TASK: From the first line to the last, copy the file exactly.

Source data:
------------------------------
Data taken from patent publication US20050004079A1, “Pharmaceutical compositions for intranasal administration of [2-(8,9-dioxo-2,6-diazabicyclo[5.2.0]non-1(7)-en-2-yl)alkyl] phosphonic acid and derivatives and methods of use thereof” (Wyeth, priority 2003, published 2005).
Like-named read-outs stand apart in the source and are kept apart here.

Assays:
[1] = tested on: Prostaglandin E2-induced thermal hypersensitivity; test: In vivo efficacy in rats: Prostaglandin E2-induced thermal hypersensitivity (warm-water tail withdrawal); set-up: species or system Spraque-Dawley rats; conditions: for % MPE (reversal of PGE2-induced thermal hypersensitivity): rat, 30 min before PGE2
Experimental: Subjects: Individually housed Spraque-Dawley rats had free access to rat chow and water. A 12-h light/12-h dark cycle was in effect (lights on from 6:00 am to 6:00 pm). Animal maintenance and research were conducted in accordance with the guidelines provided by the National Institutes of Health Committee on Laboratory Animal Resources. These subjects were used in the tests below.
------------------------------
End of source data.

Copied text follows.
Data taken from patent publication US20050004079A1, “Pharmaceutical compositions for intranasal administration of [2-(8,9-dioxo-2,6-diazabicyclo[5.2.0]non-1(7)-en-2-yl)alkyl] phosphonic acid and derivatives and methods of use thereof” (Wyeth, priority 2003, published 2005).
Like-named read-outs stand apart in the source and are kept apart here.

Assays:
[1] = tested on: Prostaglandin E2-induced thermal hypersensitivity; test: In vivo efficacy in rats: Prostaglandin E2-induced thermal hypersensitivity (warm-water tail withdrawal); set-up: species or system Spraque-Dawley rats; conditions: for % MPE (reversal of PGE2-induced thermal hypersensitivity): rat, 30 min before PGE2
Experimental: Subjects: Individually housed Spraque-Dawley rats had free access to rat chow and water. A 12-h light/12-h dark cycle was in effect (lights on from 6:00 am to 6:00 pm). Animal maintenance and research were conducted in accordance with the guidelines provided by the National Institutes of Health Committee on Laboratory Animal Resources. These subjects were used in the tests below.